The Great Pacific Garbage Patch Isn’t What You Think It Is

The Great Pacific Garbage Patch Isn’t What You Think It Is

It’s not all bottles and straws—the patch is mostly abandoned fishing gear.


5 - 12


Biology, Ecology, Conservation, Earth Science, Oceanography

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Article originally published on July 3, 2019, this material has been adapted for classroom use.

There is a huge patch of trash floating in the Pacific Ocean. It is between Hawaii and California. It is called the Great Pacific Garbage Patch. The floating trash covers a huge area. That area is larger than the state of Texas.

The Great Pacific Garbage Patch was discovered in 1997. In 2013, a teenager started a company to clean it up. His name is Boyan Slat. Slat's company is called Ocean Cleanup. The company plans to spend millions of dollars to remove the garbage.

In 2018, the scientists at Ocean Cleanup wanted to know more about the items floating in the patch. They took a close look at the trash. Here is what they found.

What's Really In The Patch?

The patch was much larger than the scientists had thought. It is mostly made of plastics. The plastics weighed about 87,000 tons. That is about three times as heavy as the Statue of Liberty.

Most of the garbage is fishing gear such as ropes and traps. About half of the trash is fishing nets. There are also trillions of tiny pieces of plastic floating in the patch. Some of these can only be seen with a microscope. That is why they are called microplastics.

Plastic can hurt or kill sea animals. Nets that get left behind float through the ocean. Whales and seals can get caught in these nets. Then they are not able to swim or eat.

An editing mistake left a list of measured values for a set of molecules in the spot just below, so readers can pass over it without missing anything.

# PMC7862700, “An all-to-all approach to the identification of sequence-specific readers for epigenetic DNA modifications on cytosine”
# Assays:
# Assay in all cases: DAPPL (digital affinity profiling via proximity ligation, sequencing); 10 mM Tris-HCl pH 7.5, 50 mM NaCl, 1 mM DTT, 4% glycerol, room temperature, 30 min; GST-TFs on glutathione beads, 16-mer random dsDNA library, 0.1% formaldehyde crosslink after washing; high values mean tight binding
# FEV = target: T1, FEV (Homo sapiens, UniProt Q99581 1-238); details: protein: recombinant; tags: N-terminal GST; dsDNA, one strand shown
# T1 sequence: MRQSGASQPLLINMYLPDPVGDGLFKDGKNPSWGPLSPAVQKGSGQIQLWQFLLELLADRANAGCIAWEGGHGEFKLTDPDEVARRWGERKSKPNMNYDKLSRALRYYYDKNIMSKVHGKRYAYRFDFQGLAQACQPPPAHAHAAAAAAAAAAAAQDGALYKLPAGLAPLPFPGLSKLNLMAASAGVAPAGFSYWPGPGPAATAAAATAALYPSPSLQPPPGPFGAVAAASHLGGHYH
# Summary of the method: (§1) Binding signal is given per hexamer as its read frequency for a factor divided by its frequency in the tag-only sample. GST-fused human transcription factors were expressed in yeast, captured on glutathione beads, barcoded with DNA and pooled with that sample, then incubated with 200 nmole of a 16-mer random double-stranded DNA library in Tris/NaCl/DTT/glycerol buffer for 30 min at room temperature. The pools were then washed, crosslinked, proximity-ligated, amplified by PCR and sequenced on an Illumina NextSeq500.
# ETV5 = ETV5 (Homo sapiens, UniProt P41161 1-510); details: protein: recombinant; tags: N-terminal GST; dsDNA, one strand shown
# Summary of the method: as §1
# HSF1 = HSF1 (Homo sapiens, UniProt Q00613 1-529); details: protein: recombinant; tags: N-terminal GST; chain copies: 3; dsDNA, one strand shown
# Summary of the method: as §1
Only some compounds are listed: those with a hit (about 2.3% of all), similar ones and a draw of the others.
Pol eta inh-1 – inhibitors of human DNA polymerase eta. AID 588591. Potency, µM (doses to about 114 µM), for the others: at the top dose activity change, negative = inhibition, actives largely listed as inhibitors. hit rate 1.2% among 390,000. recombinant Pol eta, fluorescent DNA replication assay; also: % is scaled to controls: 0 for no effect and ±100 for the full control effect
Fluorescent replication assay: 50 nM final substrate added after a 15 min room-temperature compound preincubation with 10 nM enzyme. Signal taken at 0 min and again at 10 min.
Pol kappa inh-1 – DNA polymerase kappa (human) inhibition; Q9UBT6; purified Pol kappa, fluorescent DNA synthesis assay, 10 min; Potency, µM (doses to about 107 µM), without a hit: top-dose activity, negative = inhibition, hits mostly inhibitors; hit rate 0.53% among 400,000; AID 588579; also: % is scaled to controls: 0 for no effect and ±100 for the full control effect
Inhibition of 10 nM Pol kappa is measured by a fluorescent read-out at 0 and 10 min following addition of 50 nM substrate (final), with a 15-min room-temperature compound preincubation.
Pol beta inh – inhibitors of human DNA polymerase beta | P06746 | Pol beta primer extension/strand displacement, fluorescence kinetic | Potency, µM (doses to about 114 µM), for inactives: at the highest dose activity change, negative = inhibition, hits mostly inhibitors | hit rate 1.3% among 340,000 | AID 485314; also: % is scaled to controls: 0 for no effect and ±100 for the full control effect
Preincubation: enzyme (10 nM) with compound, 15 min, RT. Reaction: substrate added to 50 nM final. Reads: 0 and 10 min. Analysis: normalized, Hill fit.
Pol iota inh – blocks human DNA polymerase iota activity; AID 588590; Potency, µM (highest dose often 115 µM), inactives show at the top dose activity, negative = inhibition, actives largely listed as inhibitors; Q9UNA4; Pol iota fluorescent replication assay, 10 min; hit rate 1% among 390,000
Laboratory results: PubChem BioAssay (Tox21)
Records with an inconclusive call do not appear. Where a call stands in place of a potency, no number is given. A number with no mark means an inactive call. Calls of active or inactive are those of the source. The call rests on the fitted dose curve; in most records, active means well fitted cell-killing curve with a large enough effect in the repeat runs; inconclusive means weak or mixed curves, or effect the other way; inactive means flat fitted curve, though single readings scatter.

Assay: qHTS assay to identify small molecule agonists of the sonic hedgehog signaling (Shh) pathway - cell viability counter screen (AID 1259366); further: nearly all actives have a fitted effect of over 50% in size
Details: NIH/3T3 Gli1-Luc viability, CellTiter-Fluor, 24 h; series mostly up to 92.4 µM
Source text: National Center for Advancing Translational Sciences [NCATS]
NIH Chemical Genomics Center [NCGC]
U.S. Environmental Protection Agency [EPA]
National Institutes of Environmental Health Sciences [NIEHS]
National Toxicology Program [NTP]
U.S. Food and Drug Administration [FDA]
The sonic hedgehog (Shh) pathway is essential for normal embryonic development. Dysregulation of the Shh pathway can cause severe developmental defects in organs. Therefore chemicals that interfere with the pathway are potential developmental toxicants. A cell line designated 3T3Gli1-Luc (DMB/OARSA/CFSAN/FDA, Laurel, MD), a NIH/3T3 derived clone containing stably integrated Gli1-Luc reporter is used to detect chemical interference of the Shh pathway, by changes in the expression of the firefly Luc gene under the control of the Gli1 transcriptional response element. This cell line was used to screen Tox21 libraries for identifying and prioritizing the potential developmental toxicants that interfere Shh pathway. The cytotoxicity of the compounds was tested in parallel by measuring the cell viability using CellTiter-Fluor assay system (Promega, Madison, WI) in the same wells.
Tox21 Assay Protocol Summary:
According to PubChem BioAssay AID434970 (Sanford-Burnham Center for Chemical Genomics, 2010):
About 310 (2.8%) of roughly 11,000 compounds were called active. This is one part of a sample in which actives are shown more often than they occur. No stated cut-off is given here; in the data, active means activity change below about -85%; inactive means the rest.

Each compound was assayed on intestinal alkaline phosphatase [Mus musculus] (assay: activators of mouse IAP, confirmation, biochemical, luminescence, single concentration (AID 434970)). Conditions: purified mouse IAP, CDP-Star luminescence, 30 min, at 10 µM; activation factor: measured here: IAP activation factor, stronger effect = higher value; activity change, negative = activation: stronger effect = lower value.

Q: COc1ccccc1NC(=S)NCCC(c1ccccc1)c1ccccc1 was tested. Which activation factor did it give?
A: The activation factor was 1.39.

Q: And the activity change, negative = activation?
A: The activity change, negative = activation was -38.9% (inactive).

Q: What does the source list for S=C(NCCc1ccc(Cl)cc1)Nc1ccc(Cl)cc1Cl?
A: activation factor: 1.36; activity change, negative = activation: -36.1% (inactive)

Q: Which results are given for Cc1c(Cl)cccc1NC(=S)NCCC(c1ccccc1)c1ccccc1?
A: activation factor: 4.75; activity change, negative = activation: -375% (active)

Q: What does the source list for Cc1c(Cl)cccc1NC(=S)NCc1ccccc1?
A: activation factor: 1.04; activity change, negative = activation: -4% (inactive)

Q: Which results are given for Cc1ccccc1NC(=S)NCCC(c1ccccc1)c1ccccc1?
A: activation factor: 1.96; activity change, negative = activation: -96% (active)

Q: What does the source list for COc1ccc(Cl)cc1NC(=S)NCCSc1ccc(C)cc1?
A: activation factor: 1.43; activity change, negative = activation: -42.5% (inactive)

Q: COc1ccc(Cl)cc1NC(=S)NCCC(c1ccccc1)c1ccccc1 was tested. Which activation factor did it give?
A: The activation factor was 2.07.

George Leonard is an ocean scientist. He was surprised at how much fishing gear Ocean Cleanup found. Plastic bags and bottles are not the only types of litter, he said. Fishing gear is a big problem too.

Plastic Is A Big Problem

Scientists in Britain also studied the garbage patch. They took photos of it from the air. They also collected pieces of trash to study.

The scientists said that plastic pollution is a growing problem. It is one of the biggest threats to the seas. They said there could be three times or more plastic by 2050.

Leonard was impressed with the British study. "The harder we look, the more plastic we find," he said.

Media Credits

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Tyson Brown, National Geographic Society
Laura Parker, National Geographic
Production Managers
Gina Borgia, National Geographic Society
Jeanna Sullivan, National Geographic Society
Program Specialists
Sarah Appleton, National Geographic Society, National Geographic Society
Margot Willis, National Geographic Society
André Gabrielli, National Geographic Society
Last Updated

January 22, 2024

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